## How to draw somewhat complicated model?

Discussion on physics, models and calculation methods
ahmed
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### How to draw somewhat complicated model?

Hello everyone.

I really want help in drawing this model for a new research reactor, which consists of two different types of fuel assemblies as in figure .
How to place fuel assemblies in the form of a triangular prism next to another of the hexagonal type in one lattice?
Attachments Untitled.png (138.08 KiB) Viewed 445 times

Ana Jambrina
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### Re: How to draw somewhat complicated model?

A lattice, by definition, implies regularity; mixing two types of elements (assemblies) within the same lattice would mean uneven positions due to differences in pitches and/or number of elements, etc.

From the top of my head, a simple/straight-forward approach(s):
- An idea might be to split the hexagonal assemblies into triangular ones (like triangular sub-assemblies), and, from there, build a triangular lattice (assuming some common properties between the original hexagonal/triangular assemblies) - some transformations and/or intermediate processing of the hexagonal assemblies might be needed.
- Since the core seems to be not too large, it might be doable to not use a lattice to place the different assemblies within the core; instead locate each of them (hexagonal/triangular prisms) at the given position.

Note: (equilateral) triangular surface and X-type triangular lattice are new features of Serpent 2.1.32. Following, a brief syntax description (not yet included in the Wiki):
• X-triangular lattice would correspond with a simple type of lattice, following the same syntax description as square, X-type hexagonal, Y-type hexagonal lattices. X-type triangular lattice type is 14, and it is composed by (X-type) triangular elements. The lattice is infinite in z-direction. [lat UNI TYPE X0 Y0 NX NY PITCH UNI1 UNI2 …]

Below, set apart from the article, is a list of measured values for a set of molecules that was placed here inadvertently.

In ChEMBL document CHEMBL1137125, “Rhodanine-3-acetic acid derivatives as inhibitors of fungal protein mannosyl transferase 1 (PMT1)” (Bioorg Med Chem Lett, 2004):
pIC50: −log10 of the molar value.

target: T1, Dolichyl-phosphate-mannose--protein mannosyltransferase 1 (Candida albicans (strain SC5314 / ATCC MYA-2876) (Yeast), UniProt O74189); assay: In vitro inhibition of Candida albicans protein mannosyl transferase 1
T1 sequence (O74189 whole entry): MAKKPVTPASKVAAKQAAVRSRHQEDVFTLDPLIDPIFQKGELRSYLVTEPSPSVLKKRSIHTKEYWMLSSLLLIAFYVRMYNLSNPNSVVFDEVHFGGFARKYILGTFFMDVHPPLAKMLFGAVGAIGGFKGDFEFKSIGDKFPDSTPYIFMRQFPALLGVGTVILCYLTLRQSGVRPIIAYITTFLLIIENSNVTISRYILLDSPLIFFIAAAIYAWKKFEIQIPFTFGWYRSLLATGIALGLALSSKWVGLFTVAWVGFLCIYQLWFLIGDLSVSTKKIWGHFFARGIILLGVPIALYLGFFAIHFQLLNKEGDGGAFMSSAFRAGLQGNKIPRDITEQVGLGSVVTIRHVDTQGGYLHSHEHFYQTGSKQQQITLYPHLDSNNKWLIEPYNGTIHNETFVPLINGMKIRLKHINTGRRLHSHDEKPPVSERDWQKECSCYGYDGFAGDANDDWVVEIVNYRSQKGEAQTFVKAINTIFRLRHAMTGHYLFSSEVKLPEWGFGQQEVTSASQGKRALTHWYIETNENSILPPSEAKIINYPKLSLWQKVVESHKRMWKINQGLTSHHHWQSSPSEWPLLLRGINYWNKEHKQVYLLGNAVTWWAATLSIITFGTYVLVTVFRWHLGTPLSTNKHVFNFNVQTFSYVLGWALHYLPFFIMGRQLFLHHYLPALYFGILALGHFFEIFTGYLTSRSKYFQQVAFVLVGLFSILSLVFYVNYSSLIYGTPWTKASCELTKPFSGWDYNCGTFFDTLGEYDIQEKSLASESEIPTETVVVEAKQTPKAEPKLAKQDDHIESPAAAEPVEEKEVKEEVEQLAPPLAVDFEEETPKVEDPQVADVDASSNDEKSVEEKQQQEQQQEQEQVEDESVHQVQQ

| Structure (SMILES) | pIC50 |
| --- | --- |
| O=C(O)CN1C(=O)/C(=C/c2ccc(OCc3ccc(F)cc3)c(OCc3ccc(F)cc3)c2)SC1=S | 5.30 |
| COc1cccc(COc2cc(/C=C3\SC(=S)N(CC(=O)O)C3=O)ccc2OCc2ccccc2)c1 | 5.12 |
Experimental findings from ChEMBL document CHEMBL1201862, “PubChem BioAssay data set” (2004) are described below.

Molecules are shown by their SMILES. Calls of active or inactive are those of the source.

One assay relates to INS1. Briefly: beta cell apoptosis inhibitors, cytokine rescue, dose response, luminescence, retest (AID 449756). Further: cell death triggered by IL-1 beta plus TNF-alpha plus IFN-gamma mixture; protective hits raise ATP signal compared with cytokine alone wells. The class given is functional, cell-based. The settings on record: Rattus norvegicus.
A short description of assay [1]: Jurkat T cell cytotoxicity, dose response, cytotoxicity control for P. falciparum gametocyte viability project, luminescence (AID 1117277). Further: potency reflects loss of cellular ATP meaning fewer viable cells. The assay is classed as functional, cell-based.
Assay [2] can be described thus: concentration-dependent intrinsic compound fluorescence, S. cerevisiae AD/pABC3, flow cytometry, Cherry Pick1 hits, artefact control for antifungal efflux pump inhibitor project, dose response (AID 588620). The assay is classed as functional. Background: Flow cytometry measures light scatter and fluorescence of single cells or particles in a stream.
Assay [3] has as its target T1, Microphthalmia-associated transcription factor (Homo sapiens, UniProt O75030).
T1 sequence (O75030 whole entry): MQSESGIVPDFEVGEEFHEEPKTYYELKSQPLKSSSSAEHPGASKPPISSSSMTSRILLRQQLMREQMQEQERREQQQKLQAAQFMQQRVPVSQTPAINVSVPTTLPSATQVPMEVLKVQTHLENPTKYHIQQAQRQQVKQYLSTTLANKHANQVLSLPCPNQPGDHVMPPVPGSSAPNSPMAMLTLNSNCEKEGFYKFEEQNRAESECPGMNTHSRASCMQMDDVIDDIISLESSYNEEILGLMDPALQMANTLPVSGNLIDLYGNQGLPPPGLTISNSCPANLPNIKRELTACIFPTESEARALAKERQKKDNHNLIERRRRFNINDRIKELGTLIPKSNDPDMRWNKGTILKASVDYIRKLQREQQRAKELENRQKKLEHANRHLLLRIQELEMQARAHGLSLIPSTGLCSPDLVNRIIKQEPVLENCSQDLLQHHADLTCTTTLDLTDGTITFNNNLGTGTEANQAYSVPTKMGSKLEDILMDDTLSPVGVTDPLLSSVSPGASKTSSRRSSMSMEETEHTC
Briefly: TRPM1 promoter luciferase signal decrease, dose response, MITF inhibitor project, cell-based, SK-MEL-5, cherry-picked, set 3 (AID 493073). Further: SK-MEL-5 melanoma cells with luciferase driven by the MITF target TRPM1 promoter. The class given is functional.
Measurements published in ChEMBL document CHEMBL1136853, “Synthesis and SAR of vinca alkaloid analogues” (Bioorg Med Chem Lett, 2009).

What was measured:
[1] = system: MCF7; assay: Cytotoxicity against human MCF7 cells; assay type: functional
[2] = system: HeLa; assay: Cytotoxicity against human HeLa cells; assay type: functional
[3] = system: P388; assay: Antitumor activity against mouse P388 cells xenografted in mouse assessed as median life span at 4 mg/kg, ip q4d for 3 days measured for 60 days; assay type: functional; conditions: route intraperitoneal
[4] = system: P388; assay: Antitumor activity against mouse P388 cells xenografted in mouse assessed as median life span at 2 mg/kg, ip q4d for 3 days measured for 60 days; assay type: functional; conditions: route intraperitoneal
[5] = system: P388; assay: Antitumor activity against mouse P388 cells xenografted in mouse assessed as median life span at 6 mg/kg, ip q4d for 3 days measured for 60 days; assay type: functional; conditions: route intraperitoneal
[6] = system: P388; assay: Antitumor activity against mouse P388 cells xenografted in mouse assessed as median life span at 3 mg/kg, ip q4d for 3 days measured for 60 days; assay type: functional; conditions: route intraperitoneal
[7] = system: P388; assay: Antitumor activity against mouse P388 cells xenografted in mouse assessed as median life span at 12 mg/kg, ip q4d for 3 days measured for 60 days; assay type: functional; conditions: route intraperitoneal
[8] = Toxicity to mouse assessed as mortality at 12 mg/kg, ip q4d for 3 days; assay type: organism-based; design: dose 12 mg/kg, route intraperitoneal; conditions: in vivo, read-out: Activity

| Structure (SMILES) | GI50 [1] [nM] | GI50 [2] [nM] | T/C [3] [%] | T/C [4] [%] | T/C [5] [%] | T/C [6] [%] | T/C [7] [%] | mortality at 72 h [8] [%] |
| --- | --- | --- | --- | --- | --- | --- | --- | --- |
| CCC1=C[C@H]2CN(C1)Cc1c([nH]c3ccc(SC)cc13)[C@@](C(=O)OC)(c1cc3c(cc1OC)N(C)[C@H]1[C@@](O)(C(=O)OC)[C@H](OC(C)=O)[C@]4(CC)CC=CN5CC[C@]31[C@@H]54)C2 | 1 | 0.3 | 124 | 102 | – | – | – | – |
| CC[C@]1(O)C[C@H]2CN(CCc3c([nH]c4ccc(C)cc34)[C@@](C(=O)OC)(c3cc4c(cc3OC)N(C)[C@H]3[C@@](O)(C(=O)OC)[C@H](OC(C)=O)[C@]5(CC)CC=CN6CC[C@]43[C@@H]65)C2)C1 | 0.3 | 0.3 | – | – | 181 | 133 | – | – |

• (Equilateral) triangular surface, 'tric', would correspond with a x-y triangular prism, parallel to z-axis, centered at (x0, y0). Infinite and truncated triangular prisms use the same name, and are composed by 3 planes (+ 2 planes), respectively. The definitions would be as follow:

tric x0 y0 r [ori]: infinite (equilateral) triangular prism, parallel to z-axis, centered at (x0, y0), with incircle radius r, and orientation ori (optional).

tric x0 y0 r ori z0 z1: truncated (equilateral) triangular prism, parallel to z-axis, centered at (x0, y0), with incircle radius r, and orientation ori, truncated between [z0, z1].

Orientation, ‘ori’, corresponds to the cardinal direction of the non-aligned vertex of the triangle. Default orientation is North. It follows the scheme: W-S-E-N (W=1, S=2, E=3, N=4).
- Ana

ahmed
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### Re: How to draw somewhat complicated model?

can you please write here example for X-triangular lattice ?

Ana Jambrina
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### Re: How to draw somewhat complicated model?

The X-triangular lattice syntax is: lat UNI TYPE X0 Y0 NX NY PITCH UNI1 UNI2 …, type = 14 (there is nothing special about it - it follows the same rules as the other simple regular lattices: type = 1, 2, 3).
Basically, as always, it depends on the model you want to build: e.g. you can create each of the elements of the X-triangular lattice as part of or derived from a hexagonal lattice (see attachment) - based on the approach, some additional effort might be needed.
Attachments xtrig_based_hexy.png (230.85 KiB) Viewed 403 times
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ahmed
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### Re: How to draw somewhat complicated model?

can you please copy and past the input syntax for this example? (only for triangle cell not the full input)

Ana Jambrina
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### Re: How to draw somewhat complicated model?

- Ana

ahmed
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### Re: How to draw somewhat complicated model?

Thank you very much.